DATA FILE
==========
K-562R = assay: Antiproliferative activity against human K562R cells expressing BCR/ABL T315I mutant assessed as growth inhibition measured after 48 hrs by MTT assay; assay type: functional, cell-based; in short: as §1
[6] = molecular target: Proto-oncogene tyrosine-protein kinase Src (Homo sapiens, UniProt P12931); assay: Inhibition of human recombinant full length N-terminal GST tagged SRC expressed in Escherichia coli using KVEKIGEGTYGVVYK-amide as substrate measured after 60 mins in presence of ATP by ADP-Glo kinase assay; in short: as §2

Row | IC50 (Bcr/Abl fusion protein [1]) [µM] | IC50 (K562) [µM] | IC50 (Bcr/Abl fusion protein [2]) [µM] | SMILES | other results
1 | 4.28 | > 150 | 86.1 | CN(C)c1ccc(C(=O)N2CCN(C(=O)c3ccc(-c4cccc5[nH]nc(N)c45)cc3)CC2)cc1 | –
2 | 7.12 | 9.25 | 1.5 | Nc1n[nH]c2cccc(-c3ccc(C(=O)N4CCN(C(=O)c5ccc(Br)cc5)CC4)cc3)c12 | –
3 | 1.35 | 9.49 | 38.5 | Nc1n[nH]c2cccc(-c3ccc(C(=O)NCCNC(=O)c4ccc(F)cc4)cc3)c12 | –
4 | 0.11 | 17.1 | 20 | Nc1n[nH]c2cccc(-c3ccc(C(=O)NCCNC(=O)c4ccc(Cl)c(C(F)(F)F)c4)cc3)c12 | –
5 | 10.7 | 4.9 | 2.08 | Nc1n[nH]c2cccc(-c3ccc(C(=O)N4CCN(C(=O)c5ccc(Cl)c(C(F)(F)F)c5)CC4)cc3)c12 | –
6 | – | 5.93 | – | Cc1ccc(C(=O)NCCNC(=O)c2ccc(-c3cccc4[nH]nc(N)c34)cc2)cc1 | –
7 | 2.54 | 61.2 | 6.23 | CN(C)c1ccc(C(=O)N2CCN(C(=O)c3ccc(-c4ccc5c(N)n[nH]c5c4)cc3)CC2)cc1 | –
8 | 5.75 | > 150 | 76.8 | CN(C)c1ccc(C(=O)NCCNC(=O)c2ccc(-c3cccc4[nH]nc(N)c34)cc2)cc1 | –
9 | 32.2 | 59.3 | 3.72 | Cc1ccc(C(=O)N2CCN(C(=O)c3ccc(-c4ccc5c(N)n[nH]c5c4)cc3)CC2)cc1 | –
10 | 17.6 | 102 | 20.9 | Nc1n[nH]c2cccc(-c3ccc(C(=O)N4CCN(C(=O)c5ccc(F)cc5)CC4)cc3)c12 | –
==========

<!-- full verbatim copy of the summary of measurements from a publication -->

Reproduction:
K-562R = assay: Antiproliferative activity against human K562R cells expressing BCR/ABL T315I mutant assessed as growth inhibition measured after 48 hrs by MTT assay; assay type: functional, cell-based; in short: as §1
[6] = molecular target: Proto-oncogene tyrosine-protein kinase Src (Homo sapiens, UniProt P12931); assay: Inhibition of human recombinant full length N-terminal GST tagged SRC expressed in Escherichia coli using KVEKIGEGTYGVVYK-amide as substrate measured after 60 mins in presence of ATP by ADP-Glo kinase assay; in short: as §2

Row | IC50 (Bcr/Abl fusion protein [1]) [µM] | IC50 (K562) [µM] | IC50 (Bcr/Abl fusion protein [2]) [µM] | SMILES | other results
1 | 4.28 | > 150 | 86.1 | CN(C)c1ccc(C(=O)N2CCN(C(=O)c3ccc(-c4cccc5[nH]nc(N)c45)cc3)CC2)cc1 | –
2 | 7.12 | 9.25 | 1.5 | Nc1n[nH]c2cccc(-c3ccc(C(=O)N4CCN(C(=O)c5ccc(Br)cc5)CC4)cc3)c12 | –
3 | 1.35 | 9.49 | 38.5 | Nc1n[nH]c2cccc(-c3ccc(C(=O)NCCNC(=O)c4ccc(F)cc4)cc3)c12 | –
4 | 0.11 | 17.1 | 20 | Nc1n[nH]c2cccc(-c3ccc(C(=O)NCCNC(=O)c4ccc(Cl)c(C(F)(F)F)c4)cc3)c12 | –
5 | 10.7 | 4.9 | 2.08 | Nc1n[nH]c2cccc(-c3ccc(C(=O)N4CCN(C(=O)c5ccc(Cl)c(C(F)(F)F)c5)CC4)cc3)c12 | –
6 | – | 5.93 | – | Cc1ccc(C(=O)NCCNC(=O)c2ccc(-c3cccc4[nH]nc(N)c34)cc2)cc1 | –
7 | 2.54 | 61.2 | 6.23 | CN(C)c1ccc(C(=O)N2CCN(C(=O)c3ccc(-c4ccc5c(N)n[nH]c5c4)cc3)CC2)cc1 | –
8 | 5.75 | > 150 | 76.8 | CN(C)c1ccc(C(=O)NCCNC(=O)c2ccc(-c3cccc4[nH]nc(N)c34)cc2)cc1 | –
9 | 32.2 | 59.3 | 3.72 | Cc1ccc(C(=O)N2CCN(C(=O)c3ccc(-c4ccc5c(N)n[nH]c5c4)cc3)CC2)cc1 | –
10 | 17.6 | 102 | 20.9 | Nc1n[nH]c2cccc(-c3ccc(C(=O)N4CCN(C(=O)c5ccc(F)cc5)CC4)cc3)c12 | –